As argued above, the advance of global capitalism is intrinsically linked with slavery; in Harriet Jacob’s Incidents in the Life of the Slave Girl, the experience of Linda is representative of the female slave political economy. Mbembe argues that slavery insists on the ‘commitment to protection [which] becomes a guarantee of tyranny’ (22). Jacobs detail this concept in the predatory relationship between Dr Flint and Linda. Dr Flint is predatory for two reasons: (I) his sexual desire for Linda and desire to impregnate, and (II) his predatory capitalist control over Linda’s body for both labour-value and reproductive value. Jacob’s narrative converses much more directly with the female slave political economy than Douglass’; Douglass’ text contains more affective language, through its representation of abject horror, like the beating of Aunt Hester. However, for Jacobs, this visceral abject horror is less bloody, focusing on the predatory behaviour of Flint. Necropower funds this female slave economy by exposing women to various forms of sexual assault. Jacobs writes that ‘[s]lavery is terrible for men; but it is far more terrible for women’ (64). As mentioned earlier, this is a value predicated on the reproductive potential of the enslaved woman.
Consequently, Ingrid Diran assesses the reproductive value in Jacob’s text to assert that Linda manipulates her sexuality to escape Dr Flint’s grasp. This sad reality contradicts Douglass’ notions on education’s potential for abolitionism. When discovering Linda’s ability to read, Dr Flint writes sexually explicit love letters to use literacy as an extension of the slaveholder’s sexual desire. To combat this, Linda pretends not to understand them, thereby removing the power of the phallic pen from Flint. This is one of many examples where Linda removes the sexual agency of Flint. There is a diminishing reproductive value in the female slave political economy once the woman reaches sexual maturity. Diran argues that Linda transitions from a ‘fixed capital to a liquid asset’ (707). Therefore, now sexually mature, Linda’s reproductive value can be extracted through progeny by Flint, thereby producing more capital for Flint. However, Linda resists this extraction in her seduction of Mr Hands, whom she hopes will be able to buy her children’s freedom; by conceiving a child with Hands, she diminishes her reproductive value to Flint. However, Flint’s sexual desire for the Other (Linda) is denied by her progeny with Hands, so he then refuses to sell either Linda or her children; therefore, incurring a capital loss. This is one example of Flint’s cruelty towards Jacobs, which derives from his cuckolded sexual desire. Consequently, by escaping/hiding in her grandmother’s attic, under the Fugitive Slave Act of 1850, she has stolen her labour-power from Flint. She depreciates further in value, incurring a form of sunk cost on Flint. Escaping, she cuckolds his sexual desire spatially rather than the reproductive temporal delay. In Linda’s attempted selling to Sands, she incurs the third humiliation on Flint, as Diran posits ‘she transforms into Dr Flint’s sunk cost, a nonreturn on investment that drains the slaveholder of capital’ (708). Consequently, Flint is denied his sexual desire, his progeny with Linda, and, most importantly, a return on his investment in the female slave political economy. Therefore, there is a dependence on the female slave political economy through necropower, control of the female is necessitated by sexual power.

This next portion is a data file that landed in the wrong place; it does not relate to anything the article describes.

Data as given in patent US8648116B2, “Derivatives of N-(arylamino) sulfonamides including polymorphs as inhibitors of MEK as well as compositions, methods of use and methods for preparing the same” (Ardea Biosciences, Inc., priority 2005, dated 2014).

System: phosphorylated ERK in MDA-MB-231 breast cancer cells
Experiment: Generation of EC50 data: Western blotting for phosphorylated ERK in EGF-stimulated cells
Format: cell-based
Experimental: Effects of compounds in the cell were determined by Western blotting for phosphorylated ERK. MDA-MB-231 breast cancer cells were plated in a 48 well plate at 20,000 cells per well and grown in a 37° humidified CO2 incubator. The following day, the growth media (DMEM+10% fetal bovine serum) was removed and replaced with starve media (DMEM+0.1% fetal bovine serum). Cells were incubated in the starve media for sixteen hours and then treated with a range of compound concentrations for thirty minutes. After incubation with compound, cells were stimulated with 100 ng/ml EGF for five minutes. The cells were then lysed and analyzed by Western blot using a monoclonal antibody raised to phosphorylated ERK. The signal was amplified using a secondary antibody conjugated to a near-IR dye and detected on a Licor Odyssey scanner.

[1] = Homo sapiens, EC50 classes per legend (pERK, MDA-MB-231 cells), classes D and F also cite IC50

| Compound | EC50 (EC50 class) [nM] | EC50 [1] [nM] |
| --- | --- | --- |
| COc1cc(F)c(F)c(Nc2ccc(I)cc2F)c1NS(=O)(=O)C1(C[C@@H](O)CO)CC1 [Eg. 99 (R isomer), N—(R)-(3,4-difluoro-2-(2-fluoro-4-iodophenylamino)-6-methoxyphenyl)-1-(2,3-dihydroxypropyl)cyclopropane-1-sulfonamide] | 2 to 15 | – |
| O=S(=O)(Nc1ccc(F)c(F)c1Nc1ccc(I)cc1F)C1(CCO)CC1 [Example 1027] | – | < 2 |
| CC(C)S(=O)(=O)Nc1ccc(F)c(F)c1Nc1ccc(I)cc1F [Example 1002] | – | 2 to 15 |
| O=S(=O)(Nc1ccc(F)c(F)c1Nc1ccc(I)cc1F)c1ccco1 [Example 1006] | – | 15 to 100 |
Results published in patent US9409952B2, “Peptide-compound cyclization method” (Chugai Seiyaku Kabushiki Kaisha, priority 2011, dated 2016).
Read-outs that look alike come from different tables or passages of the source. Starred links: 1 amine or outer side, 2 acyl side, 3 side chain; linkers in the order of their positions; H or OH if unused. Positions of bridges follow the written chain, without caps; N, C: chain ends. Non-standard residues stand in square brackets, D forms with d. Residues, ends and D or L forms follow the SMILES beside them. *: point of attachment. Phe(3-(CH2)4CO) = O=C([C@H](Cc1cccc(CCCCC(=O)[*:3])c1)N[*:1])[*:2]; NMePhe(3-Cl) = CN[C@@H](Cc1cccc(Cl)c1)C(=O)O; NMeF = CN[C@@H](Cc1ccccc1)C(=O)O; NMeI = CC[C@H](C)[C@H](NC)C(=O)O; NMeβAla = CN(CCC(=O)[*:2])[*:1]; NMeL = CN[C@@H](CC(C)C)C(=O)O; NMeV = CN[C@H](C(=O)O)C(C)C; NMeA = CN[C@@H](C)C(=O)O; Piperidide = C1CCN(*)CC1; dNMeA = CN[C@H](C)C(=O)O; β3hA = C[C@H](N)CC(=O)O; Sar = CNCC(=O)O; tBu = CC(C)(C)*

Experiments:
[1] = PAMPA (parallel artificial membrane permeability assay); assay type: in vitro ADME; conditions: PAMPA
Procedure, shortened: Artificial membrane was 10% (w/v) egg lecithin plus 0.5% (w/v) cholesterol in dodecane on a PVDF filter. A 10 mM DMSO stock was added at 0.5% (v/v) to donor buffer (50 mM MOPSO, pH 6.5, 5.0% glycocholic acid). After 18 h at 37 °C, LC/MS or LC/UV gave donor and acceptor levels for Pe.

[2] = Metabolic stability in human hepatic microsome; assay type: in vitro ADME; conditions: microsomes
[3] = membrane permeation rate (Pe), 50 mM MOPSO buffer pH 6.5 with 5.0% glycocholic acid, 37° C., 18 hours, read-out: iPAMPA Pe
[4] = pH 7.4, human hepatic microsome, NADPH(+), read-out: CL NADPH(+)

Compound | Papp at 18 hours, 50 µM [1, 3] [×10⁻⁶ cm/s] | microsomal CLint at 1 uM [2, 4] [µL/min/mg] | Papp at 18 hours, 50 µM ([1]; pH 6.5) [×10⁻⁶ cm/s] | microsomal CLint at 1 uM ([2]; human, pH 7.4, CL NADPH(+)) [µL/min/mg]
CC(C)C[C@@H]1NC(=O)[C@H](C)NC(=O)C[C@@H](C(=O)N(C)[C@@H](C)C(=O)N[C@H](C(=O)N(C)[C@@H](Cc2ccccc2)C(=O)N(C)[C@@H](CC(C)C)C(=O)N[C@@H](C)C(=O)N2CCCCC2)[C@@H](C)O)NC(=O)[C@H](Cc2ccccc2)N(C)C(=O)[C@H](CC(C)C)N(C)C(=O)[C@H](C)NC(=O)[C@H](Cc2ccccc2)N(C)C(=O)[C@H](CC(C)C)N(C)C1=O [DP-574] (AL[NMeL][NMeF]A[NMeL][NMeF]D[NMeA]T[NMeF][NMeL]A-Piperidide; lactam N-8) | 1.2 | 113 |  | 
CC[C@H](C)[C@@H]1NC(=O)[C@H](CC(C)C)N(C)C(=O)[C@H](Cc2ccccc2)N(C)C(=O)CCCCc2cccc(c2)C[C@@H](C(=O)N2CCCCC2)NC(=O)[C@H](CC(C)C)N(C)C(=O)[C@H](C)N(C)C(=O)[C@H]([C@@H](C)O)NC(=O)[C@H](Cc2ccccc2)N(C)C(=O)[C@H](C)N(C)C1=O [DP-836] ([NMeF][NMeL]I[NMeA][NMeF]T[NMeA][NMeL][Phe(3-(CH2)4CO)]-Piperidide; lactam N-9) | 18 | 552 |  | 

Sexual abuse in the U.S. slavery was not just perpetrated against slave women but also against slave men, by either white masters or mistresses (Foster). Harriet Jacob’s explores this abuse of the male slave in her narrative with Linda’s retelling of the sadomasochistic relationship between the male slave Luke and his white master. Additionally, Jacobs notes that to avoid detection, white mistresses would sexually abuse the ‘most brutalised [slave], over whom her authority could be exercised with less fear of exposure’ (45). Consequently, I would like to argue that necropower is placed over the black male phallus to create a genealogy of control over the black body. In ‘Fanon’s Pharmacy’, Mbembe provides a psychoanalytic decolonial reading of the sexual abuse of the black phallus in history, asserting that modern conceptions of the black figure derive from this sexual abuse (137 Necropolitics). While Drian notices there is a biopolitical and economic advantage for the sexual exploitation of female slaves, there is no such advantage for the sexual abuse of male slaves; therefore, the sexual abuse of male slaves renders them entirely under the control of necropower. The phallus becomes symbolic of death; it is an extension of the body that signifies intrusion and invasion. Therefore, if forced into sex with white females, any potential for progeny is symbolic of death, definitely for the foetus and father and potentially the mother.